The Pinellas County Floodplain Management Program was developed to protect and improve the County’s natural and beneficial floodplains and to reduce flood losses due to major storms and heavy rainfall for citizens living and working in the County.
Pinellas County’s natural floodplain areas, including wetlands such as hardwood swamps, cypress swamps, freshwater ponds and marshes, mangrove swamps and salt marshes, lessen the effects of storm and flood waters. They provide natural storage areas for flood waters and buffer the coastal areas from storm surges. Natural floodplain areas also provide excellent habitat for diverse wildlife and enhance water quality.
Natural Floodplain Functions:
Pinellas County uses several approaches to protect its natural floodplain areas in order to prevent alteration of the natural functions of floodplains and to diminish the damaging effects of flood waters to buildings due to major storms and heavy rainfall. Among these approaches are development and implementation of the:
Pinellas County’s Comprehensive Plan and watershed plans serve as guides for protecting and managing environmental resources, achieving improvements in water quality, and providing flood protection when needed.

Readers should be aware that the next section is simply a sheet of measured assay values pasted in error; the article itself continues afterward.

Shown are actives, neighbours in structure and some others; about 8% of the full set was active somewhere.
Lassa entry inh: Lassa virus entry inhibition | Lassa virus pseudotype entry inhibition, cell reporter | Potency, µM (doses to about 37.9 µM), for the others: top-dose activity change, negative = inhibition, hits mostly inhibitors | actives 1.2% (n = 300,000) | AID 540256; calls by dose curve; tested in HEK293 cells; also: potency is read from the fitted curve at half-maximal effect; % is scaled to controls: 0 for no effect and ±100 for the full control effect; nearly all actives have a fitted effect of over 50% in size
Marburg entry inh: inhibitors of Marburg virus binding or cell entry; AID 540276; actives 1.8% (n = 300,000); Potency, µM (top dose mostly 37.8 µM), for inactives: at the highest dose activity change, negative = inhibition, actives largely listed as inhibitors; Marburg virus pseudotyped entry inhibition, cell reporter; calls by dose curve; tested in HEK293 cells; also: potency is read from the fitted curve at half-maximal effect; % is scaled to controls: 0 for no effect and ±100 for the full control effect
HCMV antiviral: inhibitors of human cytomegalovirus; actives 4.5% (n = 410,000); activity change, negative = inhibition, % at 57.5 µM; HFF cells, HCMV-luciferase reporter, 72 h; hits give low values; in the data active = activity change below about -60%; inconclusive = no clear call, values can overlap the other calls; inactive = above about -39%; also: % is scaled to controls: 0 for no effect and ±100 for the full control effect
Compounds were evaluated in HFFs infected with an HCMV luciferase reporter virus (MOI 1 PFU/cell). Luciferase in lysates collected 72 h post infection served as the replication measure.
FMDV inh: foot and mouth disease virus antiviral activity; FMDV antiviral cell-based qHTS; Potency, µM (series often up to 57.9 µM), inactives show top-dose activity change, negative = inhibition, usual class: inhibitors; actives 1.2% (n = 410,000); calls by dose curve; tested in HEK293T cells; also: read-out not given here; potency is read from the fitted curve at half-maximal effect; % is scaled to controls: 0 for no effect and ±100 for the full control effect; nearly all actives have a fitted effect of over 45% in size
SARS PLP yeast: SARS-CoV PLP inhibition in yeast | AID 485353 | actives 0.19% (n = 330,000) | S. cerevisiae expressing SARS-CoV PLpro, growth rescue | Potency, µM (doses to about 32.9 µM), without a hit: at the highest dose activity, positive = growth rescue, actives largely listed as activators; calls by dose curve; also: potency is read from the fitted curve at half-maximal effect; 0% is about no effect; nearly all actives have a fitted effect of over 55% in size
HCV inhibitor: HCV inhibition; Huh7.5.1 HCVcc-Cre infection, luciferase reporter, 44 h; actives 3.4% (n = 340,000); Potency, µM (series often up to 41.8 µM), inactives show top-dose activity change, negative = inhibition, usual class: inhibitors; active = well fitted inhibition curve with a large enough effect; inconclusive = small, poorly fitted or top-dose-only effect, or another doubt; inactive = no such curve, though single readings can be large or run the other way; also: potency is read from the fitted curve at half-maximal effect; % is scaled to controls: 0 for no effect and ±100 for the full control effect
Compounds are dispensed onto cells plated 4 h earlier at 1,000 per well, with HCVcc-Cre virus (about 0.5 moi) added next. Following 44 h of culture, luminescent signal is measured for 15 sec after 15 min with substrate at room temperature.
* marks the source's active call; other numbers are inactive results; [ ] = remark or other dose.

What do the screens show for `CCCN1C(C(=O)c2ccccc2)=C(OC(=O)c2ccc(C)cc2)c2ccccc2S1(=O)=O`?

The County has adopted and enforces floodplain management ordinances, particularly with respect to new construction, which is an important element in making flood insurance available to home and business owners. The County also enforces an ordinance prohibiting dumping of any waste, including chemicals, oil, sewage, trash and yard waste, into the street, storm sewer system or into any water body in the county to reduce pollution and localized flooding.
In addition, the County participates in the National Flood Insurance Program Community Rating System and has a Program for Public Information, both of which contribute to significant flood insurance premium reductions and help you prevent or reduce flood losses.
Each year, thousands of properties flood repeatedly nationwide. Often built before floodplain management regulations took effect, these properties continue to place a severe strain on the National Flood Insurance fund. FEMA has several financial assistance programs available to communities and interested property owners to acquire, retrofit, or fund other flood mitigation projects. See mitigation information.